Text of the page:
- Limit to two hard sessions a week when you’re back to full training.
- As soon as you notice symptoms, training/loading should be reduced and recovery pursued.
- Start by taking a week off, get plenty of sleep and eat healthy.
- All performance checks and competition pressures must be removed and active recovery put in their place.
Message from Head Coach, Liz Cooper
Due to Wednesday WSFRL races, there will be no Development or Performance sessions. 6:30pm Beginners’ & Improvers’ Sessions will take place as normal. The dates on the WSFRL race are as below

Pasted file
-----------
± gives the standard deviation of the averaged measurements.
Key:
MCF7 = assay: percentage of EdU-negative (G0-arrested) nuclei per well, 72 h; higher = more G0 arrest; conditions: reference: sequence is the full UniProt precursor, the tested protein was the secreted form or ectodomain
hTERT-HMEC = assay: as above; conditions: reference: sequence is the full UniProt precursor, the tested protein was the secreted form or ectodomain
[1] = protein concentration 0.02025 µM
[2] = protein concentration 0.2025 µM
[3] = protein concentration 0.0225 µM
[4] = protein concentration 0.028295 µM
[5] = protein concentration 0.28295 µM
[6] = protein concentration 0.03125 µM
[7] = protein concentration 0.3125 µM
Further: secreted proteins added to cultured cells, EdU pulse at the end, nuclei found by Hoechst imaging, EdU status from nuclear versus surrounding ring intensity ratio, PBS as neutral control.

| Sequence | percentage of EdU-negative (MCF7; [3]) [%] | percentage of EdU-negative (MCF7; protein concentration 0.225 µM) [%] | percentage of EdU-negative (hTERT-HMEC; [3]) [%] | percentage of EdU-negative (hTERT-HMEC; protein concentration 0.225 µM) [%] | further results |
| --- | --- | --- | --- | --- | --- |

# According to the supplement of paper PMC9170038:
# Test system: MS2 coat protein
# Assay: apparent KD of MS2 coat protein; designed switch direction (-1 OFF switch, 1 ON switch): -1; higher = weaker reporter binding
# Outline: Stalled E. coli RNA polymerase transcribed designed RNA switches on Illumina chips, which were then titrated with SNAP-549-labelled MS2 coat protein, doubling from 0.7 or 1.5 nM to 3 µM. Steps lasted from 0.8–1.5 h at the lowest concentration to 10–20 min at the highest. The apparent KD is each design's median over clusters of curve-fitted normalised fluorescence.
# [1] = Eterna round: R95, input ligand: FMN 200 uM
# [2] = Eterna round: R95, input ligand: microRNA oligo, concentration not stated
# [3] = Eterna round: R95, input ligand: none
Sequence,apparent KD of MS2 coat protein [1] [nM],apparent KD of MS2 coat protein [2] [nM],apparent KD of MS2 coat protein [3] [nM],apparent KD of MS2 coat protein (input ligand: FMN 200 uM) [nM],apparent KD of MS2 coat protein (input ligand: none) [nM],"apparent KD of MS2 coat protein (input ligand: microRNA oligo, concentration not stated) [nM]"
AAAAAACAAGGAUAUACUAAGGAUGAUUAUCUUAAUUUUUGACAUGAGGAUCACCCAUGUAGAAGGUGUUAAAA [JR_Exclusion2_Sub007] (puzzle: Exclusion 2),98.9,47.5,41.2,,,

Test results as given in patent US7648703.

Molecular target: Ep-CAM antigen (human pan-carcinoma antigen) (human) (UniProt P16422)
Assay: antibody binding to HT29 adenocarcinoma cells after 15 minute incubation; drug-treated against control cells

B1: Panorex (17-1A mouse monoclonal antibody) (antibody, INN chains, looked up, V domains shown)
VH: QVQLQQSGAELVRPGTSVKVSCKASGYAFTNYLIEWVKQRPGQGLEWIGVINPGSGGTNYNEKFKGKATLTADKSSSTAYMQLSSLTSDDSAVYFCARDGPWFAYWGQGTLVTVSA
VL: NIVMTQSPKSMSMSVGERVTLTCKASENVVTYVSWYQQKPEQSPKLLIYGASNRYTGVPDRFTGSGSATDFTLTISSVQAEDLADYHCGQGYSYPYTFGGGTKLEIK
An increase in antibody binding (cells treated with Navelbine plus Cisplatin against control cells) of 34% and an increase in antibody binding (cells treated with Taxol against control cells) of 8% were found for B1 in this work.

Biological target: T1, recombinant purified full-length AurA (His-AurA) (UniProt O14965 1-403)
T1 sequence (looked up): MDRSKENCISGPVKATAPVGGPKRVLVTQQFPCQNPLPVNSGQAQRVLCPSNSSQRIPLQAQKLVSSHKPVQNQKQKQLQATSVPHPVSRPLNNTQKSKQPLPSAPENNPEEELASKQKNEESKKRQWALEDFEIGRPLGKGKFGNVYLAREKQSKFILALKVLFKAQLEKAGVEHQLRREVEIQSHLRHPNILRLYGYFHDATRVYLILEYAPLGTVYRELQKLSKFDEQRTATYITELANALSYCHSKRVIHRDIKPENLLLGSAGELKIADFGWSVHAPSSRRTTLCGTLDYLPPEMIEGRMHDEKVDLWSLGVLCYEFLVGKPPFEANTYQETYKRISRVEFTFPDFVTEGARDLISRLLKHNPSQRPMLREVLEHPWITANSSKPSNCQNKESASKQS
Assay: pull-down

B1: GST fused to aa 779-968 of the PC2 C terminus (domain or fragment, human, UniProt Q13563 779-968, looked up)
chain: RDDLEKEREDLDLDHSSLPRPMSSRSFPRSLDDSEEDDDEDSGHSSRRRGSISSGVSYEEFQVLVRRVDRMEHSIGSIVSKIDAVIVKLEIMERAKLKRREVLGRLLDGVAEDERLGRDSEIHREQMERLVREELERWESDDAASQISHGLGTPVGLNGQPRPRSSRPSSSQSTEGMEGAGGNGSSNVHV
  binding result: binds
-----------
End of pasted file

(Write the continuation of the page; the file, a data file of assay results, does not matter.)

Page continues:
- Wednesday 5th July – Roundhill Romp
- Wednesday 12th July – Beach Run
- Wednesday 2nd August – Highdown Hike.
- Wednesday 9th August- Worthing Harriers Windlesham House 4
Summer Track Sessions
We have arranged Monday Night Summer Track Sessions for:
- Monday 15th May
- Monday 19th June
- Monday 17th July
As normal, these sessions will take place at Lewes Leisure Centre, meeting at 7:45pm for an 8:00pm start.
There are no more Wednesday night track sessions in the summer but they will resume in September.
Rotterdam Marathon– 9th Apr 2017 – (By Alice Tellett)
In April I continued my quest to complete 10 marathons before I’m 30. After a year of doing UK races I fancied heading overseas for a European marathon, so I choose the Rotterdam Marathon.